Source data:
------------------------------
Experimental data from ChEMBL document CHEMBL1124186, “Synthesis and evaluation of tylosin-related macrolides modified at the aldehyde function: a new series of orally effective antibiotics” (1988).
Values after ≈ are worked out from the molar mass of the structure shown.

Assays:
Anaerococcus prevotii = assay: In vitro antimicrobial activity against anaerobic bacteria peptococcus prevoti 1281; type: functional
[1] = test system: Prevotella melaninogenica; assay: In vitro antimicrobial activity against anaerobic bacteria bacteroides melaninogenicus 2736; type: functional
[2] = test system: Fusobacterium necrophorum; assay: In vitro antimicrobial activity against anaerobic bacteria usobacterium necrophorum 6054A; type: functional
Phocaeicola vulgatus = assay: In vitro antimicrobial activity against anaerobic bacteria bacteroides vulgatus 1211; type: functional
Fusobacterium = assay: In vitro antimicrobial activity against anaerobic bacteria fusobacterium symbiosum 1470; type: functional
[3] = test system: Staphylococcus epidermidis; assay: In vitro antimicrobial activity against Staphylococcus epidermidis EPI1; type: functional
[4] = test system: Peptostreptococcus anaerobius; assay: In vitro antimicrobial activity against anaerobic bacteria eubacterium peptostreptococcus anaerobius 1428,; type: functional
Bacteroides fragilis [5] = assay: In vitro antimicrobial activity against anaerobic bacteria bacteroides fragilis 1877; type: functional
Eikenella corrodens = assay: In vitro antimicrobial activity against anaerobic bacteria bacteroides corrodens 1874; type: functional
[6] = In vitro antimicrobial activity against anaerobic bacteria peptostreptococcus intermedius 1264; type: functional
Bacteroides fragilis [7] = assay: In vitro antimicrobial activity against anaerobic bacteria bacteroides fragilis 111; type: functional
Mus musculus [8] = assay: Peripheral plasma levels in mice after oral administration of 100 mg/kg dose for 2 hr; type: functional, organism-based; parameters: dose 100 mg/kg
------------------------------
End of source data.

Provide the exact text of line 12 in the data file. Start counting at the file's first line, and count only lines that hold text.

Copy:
Eikenella corrodens = assay: In vitro antimicrobial activity against anaerobic bacteria bacteroides corrodens 1874; type: functional